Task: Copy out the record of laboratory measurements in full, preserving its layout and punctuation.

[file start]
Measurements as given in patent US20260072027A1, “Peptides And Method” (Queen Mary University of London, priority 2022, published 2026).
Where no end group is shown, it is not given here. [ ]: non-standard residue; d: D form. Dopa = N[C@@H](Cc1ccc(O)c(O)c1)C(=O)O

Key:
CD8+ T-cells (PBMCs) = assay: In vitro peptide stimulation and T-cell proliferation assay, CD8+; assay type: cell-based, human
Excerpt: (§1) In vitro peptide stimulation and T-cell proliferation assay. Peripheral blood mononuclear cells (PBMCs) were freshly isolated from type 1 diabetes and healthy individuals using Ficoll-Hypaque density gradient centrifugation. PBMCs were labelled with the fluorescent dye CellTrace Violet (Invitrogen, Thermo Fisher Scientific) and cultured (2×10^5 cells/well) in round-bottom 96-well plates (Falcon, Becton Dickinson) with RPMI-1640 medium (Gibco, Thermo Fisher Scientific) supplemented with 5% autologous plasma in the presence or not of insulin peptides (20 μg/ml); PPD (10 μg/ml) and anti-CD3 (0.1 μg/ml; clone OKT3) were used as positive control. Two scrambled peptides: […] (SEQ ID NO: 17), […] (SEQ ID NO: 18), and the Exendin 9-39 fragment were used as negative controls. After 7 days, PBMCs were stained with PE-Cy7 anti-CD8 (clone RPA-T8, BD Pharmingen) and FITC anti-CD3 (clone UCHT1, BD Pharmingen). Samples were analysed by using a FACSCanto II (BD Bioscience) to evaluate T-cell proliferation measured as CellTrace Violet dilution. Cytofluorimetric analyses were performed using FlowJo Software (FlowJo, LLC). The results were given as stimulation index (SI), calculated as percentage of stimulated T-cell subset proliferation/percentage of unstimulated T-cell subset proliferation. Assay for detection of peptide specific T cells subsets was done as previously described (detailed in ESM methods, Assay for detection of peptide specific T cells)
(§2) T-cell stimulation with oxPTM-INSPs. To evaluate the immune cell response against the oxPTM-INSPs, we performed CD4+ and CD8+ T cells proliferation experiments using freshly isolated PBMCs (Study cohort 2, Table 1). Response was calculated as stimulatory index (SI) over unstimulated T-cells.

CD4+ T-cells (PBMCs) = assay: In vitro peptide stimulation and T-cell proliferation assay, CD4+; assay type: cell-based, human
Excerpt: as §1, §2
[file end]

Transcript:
Measurements as given in patent US20260072027A1, “Peptides And Method” (Queen Mary University of London, priority 2022, published 2026).
Where no end group is shown, it is not given here. [ ]: non-standard residue; d: D form. Dopa = N[C@@H](Cc1ccc(O)c(O)c1)C(=O)O

Key:
CD8+ T-cells (PBMCs) = assay: In vitro peptide stimulation and T-cell proliferation assay, CD8+; assay type: cell-based, human
Excerpt: (§1) In vitro peptide stimulation and T-cell proliferation assay. Peripheral blood mononuclear cells (PBMCs) were freshly isolated from type 1 diabetes and healthy individuals using Ficoll-Hypaque density gradient centrifugation. PBMCs were labelled with the fluorescent dye CellTrace Violet (Invitrogen, Thermo Fisher Scientific) and cultured (2×10^5 cells/well) in round-bottom 96-well plates (Falcon, Becton Dickinson) with RPMI-1640 medium (Gibco, Thermo Fisher Scientific) supplemented with 5% autologous plasma in the presence or not of insulin peptides (20 μg/ml); PPD (10 μg/ml) and anti-CD3 (0.1 μg/ml; clone OKT3) were used as positive control. Two scrambled peptides: […] (SEQ ID NO: 17), […] (SEQ ID NO: 18), and the Exendin 9-39 fragment were used as negative controls. After 7 days, PBMCs were stained with PE-Cy7 anti-CD8 (clone RPA-T8, BD Pharmingen) and FITC anti-CD3 (clone UCHT1, BD Pharmingen). Samples were analysed by using a FACSCanto II (BD Bioscience) to evaluate T-cell proliferation measured as CellTrace Violet dilution. Cytofluorimetric analyses were performed using FlowJo Software (FlowJo, LLC). The results were given as stimulation index (SI), calculated as percentage of stimulated T-cell subset proliferation/percentage of unstimulated T-cell subset proliferation. Assay for detection of peptide specific T cells subsets was done as previously described (detailed in ESM methods, Assay for detection of peptide specific T cells)
(§2) T-cell stimulation with oxPTM-INSPs. To evaluate the immune cell response against the oxPTM-INSPs, we performed CD4+ and CD8+ T cells proliferation experiments using freshly isolated PBMCs (Study cohort 2, Table 1). Response was calculated as stimulatory index (SI) over unstimulated T-cells.

CD4+ T-cells (PBMCs) = assay: In vitro peptide stimulation and T-cell proliferation assay, CD4+; assay type: cell-based, human
Excerpt: as §1, §2